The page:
“I am 36 and single, and I would like it if the church devoted a little more attention to single people. So that I feel more addressed and that church members consider me, and other singles, as full. Is this a realistic question? And if so, how do I raise it?"
It's a recognisable question! Many singles feel that church is mostly about marriage and family. Not surprising when you consider that in many municipalities families make up a large part of the membership base.
Yet the number of singles is growing, also in the church. Think of people who become widows or widowers, and people who separate. But there are also men and women who have never been married.
Not a substitute
I recently had an interesting conversation after one of my workshops. “I hear a lot of people here saying that churches should look after singles more,” said a thoughtful middle-aged lady. The lady did not want to say that the church cannot do more for singles. "But," she said, "what I miss in those stories is the realisation that the church cannot be a substitute for marriage."
How do you want to be seen?
I recognised her point. I welcome the fact that singles are increasingly making themselves heard in churches. I think this is necessary to be heard. And I think it is realistic to expect to do this multiple times, and in multiple ways, before you actually start to see change. It's not enough to say, "I want to be seen more." It's important to state how you want to be seen. Show what you miss, what you need. For example, do you want your pastor to pray concretely for a partner for you? Or for peace with being single? Or thank you for how happy you are with being single?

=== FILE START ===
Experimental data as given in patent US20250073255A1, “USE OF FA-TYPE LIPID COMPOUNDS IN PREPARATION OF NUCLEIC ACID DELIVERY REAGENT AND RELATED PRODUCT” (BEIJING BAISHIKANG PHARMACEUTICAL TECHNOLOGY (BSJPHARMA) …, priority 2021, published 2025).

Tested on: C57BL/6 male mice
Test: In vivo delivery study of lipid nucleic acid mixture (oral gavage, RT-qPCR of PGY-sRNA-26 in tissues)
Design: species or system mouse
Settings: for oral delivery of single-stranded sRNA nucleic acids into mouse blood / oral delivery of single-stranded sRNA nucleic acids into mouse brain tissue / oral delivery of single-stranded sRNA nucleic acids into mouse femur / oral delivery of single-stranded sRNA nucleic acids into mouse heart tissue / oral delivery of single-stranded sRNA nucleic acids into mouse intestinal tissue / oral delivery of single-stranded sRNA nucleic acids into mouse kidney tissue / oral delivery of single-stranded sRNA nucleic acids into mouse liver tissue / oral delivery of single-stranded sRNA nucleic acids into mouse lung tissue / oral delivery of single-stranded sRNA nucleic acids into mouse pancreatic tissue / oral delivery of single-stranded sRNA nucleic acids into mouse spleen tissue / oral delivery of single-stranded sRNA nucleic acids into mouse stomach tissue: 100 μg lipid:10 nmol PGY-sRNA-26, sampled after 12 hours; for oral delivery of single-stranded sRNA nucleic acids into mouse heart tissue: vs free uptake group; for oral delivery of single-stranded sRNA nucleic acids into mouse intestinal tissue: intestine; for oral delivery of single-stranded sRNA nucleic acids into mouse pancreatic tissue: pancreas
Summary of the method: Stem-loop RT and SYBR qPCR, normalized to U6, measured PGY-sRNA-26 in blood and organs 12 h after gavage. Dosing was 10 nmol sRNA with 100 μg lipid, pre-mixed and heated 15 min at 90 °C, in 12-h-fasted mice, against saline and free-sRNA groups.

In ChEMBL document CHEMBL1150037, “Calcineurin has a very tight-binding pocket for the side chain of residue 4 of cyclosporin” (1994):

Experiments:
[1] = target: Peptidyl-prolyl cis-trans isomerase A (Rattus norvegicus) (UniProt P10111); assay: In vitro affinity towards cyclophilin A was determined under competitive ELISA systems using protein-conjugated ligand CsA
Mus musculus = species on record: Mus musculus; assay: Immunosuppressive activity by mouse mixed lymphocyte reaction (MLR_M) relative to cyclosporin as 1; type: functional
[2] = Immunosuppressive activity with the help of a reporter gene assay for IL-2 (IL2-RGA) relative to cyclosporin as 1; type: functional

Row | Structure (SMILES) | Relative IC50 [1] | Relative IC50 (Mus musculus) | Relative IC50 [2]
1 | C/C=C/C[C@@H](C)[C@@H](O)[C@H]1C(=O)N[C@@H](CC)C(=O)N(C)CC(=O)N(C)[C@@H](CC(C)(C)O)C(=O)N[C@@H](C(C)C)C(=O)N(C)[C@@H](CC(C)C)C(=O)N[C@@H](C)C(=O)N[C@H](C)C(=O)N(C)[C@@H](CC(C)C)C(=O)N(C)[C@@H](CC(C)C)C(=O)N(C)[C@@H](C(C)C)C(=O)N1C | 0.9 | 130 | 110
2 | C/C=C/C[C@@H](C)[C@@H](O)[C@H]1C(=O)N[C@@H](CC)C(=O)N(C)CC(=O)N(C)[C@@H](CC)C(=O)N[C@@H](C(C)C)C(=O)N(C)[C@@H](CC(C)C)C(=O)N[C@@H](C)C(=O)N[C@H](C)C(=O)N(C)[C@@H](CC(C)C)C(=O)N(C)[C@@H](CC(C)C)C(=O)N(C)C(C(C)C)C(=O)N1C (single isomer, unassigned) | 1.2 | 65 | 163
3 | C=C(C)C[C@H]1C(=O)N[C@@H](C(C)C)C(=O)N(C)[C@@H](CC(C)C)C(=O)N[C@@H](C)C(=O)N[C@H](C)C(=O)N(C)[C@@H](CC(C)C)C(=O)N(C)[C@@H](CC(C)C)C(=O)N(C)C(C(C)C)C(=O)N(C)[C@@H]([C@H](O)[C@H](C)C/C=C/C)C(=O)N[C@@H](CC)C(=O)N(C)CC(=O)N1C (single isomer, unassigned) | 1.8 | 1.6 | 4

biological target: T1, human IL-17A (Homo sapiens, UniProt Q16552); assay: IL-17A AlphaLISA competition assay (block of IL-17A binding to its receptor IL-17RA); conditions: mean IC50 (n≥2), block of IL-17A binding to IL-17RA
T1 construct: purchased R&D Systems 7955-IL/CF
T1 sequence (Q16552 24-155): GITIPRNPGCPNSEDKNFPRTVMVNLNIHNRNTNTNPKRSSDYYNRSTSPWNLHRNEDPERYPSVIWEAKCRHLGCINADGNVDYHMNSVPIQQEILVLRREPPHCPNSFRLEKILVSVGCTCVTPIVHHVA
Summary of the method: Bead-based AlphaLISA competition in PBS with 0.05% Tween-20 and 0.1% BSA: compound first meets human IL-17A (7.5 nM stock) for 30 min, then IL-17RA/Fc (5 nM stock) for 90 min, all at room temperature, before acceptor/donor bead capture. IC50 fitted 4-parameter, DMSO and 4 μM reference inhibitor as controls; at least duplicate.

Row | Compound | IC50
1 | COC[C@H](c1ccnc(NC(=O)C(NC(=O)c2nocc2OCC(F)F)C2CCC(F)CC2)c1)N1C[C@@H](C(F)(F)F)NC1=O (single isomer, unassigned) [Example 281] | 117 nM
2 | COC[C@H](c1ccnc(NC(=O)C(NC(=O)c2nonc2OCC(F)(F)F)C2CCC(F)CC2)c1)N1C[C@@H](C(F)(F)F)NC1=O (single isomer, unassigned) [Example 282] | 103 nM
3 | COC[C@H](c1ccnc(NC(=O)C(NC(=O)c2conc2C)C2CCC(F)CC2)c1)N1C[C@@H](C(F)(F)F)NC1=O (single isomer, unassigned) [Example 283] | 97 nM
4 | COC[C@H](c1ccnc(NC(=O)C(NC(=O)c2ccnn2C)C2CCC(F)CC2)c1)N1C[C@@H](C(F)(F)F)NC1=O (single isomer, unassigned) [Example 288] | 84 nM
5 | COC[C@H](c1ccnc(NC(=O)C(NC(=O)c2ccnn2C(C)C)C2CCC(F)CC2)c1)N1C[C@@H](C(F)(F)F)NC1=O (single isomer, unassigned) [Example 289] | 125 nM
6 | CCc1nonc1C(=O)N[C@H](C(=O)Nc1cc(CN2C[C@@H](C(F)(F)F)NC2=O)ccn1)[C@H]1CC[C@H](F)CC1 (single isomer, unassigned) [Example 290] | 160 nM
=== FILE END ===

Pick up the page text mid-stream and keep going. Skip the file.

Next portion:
What do you want?
It is also important to indicate what you need as a single. Do you want discussion groups on the topic? Do you miss specific education on how to form relationships? Report it! It is also good to look at what you can contribute yourself. Not only what you miss is important, but also what you have to bring with your background and talents. The best single initiatives I've seen in churches have been started by singles themselves.
But I also recognise that daily reality is unruly. And that in the end the church should not be a solution for being single. If you are struggling with being single (and indeed if you are struggling with your marriage when you are married), ultimately with your loneliness and your need for intimacy you need to be with God. However difficult that is. The church is not everything, God is (John 14: 6). So yes, the demand to be considered more of a full-fledged single in the church is absolutely realistic. The answer begins by seeing yourself as complete - through God's eyes.
Aukelien Van Abbema is a singles and couples counsellor, public speaker, and successful author, including the title Dare to Date.
Helping people with Christian dating, relationships, singleness in church, dating in church, loneliness, connectedness, christian connection, healthy relationships.